Thailand had been allocated the task of steering the 10 nations of the Association of Southeast Asian Nations (ASEAN) through the troubled waters of the South China Sea, also known as the West Philippine Sea and the East Sea in Vietnam.

China has based its territorial ambitions in those waters on its nine-dash line – also known as the Cow Tongue – based on ancient claims lodged with the UN in 2009, which are not recognized in international courts. It extends beyond Natuna Island in the south and intrudes within the EEZ of most of its neighbors.

Within ASEAN, Beijing’s claims overlap long mapped, maritime borders held dear by Vietnam, the Philippines, Malaysia, Brunei and Indonesia. China wants to conduct bilateral negotiations with those countries but Vietnam was leading a push to be negotiated by Thailand for any talks to be conducted through a united, ASEAN front.

But analysts said Thailand’s job to steer the negotiations and its political clout on such issues had been rendered useless by the political ructions at home – underpinned by an unwillingness by opposition parties to accept election results and the great uncertainty surrounding the future of the Thai monarchy, its aging King Bhumibol Adulyadej and succession.

The sidelining of Thailand, an influential regional heavyweight, and the gunboat diplomacy between Vietnam and China, has also added to the unwanted difficulties faced by leaders in Laos, where a plane crash killed four senior members of the government, including Deputy Prime Minister and Defence Minister Douangchay Phichit.

Phichit was ranked seventh in the politburo and died alongside his wife and three members of the Central Committee: Security minister Thongban Saengaphon, Vientiane governor Soukan Mahalat and party propaganda chief Chuang Sombounkhan.

The Laos People’s Revolutionary Party (LPRP), a notoriously secretive Cold War relic, ranks Vietnam as its closest ally with China a close second and Thailand a distant third.

So far, it has managed to stay out of the confrontation to its east while borrowing heavily from China to fund a massive infrastructure program without compromising ties with Hanoi, which has dominated Indochinese politics since the communists invaded and annexed South Vietnam and seized control of Laos and Cambodia in 1975.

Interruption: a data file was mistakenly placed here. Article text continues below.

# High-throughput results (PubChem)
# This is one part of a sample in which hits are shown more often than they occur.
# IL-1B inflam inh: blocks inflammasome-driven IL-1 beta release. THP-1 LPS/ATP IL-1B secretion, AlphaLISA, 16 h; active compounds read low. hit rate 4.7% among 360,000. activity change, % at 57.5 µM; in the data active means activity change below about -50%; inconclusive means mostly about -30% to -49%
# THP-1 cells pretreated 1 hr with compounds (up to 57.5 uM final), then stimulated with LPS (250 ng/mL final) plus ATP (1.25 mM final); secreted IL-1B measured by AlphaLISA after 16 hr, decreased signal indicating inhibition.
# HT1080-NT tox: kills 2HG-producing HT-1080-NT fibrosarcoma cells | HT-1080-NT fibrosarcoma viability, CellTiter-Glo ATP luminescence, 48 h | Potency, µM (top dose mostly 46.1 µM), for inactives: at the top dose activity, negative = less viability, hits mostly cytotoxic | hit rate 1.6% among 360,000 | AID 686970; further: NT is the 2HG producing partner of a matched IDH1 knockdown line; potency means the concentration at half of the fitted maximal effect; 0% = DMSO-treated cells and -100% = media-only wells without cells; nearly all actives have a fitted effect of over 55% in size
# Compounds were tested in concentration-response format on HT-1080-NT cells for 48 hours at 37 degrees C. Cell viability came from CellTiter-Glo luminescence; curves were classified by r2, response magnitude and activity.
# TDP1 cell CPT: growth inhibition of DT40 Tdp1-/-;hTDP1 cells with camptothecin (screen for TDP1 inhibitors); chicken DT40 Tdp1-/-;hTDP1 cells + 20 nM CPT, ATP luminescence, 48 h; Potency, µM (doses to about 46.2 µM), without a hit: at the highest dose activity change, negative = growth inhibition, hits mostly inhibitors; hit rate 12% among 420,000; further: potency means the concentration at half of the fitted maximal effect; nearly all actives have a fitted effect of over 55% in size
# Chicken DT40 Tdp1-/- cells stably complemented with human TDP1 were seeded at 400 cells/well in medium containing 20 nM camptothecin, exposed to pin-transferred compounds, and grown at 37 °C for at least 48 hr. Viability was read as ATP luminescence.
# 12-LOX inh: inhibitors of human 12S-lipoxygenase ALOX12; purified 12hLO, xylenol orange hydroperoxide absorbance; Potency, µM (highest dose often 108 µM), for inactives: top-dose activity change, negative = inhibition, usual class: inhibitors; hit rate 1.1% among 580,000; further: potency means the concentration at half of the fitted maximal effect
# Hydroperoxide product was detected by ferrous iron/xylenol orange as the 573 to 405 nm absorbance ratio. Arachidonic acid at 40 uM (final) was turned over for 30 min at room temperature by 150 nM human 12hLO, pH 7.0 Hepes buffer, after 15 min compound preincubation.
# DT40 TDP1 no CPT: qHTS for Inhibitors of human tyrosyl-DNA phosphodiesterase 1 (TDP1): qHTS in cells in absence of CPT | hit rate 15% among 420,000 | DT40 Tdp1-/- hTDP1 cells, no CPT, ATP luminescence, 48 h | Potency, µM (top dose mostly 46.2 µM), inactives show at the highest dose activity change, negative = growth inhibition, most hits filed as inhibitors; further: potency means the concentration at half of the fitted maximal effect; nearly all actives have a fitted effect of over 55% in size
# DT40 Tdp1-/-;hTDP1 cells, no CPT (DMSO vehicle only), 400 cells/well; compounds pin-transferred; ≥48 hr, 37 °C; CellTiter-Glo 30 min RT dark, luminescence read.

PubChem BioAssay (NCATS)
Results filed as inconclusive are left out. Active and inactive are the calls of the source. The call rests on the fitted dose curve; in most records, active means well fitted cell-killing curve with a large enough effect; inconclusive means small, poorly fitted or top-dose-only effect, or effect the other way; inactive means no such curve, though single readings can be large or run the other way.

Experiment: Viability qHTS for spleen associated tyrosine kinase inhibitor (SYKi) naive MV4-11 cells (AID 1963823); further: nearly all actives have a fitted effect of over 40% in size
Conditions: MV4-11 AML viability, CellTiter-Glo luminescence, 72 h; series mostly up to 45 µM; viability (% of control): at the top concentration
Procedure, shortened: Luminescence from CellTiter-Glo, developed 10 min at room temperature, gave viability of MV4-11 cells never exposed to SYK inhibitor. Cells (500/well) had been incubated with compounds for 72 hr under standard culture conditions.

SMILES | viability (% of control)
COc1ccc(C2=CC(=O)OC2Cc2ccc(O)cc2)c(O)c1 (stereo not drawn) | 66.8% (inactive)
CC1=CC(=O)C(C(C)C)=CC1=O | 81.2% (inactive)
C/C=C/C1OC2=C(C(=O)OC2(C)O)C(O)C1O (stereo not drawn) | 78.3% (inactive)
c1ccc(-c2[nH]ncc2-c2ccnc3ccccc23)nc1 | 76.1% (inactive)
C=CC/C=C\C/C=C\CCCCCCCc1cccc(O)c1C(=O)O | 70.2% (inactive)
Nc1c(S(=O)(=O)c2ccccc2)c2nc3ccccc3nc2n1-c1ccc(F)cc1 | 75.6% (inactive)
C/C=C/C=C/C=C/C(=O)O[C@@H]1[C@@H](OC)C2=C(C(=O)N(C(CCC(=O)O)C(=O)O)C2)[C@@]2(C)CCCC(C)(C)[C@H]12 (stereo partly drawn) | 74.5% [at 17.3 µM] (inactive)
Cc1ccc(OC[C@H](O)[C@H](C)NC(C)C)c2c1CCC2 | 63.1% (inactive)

Ou Virak, regional analyst and Chairman for the Center of Human Rights in neighboring Cambodia, said 70-year-old Douangchay, an old-school military officer, carried close ties to Vietnam.

“The old guards’ relationship between Laos and Vietnam would be a lot stronger, and more personal,” he said, adding, “This might be a turning point for the communist regime.”

His sentiments were echoed by Thayer, who said Laos was experiencing “an unprecedented leadership turnover that includes officials with long-standing ties to Vietnam,” and Greenwood who added that Douangchay was regarded as a second-generation leader.

“In political terms there will be some interest,” Greenwood said, in whether Douangchay is “replaced by a younger senior officer or one from his own cohort.”

In the meantime, the crisis in Thailand will continue indefinitely while the brinkmanship between Vietnam and China threatens to escalate and embroil other countries in the region.

Thayer said the unexpected, violent anti-China rioting would only strengthen China’s whip hand over Vietnam and Beijing was expected to demand compensation for the loss of life and damage to Chinese-invested properties and factories as a pre-condition for any high-level talks.

“If the rig is withdrawn on August 15 both sides can claim a face-saving victory. China will assert that it exercised its sovereign rights in Chinese waters. Vietnam will be able to claim it successfully protested China’s presence by standing up to Beijing,” Thayer added.

However, few would expect the removal of the rig to end years of tension on the disputed high seas and any cessation of hostilities is likely to be as short-lived as a democratically elected government in Thailand.

Luke Hunt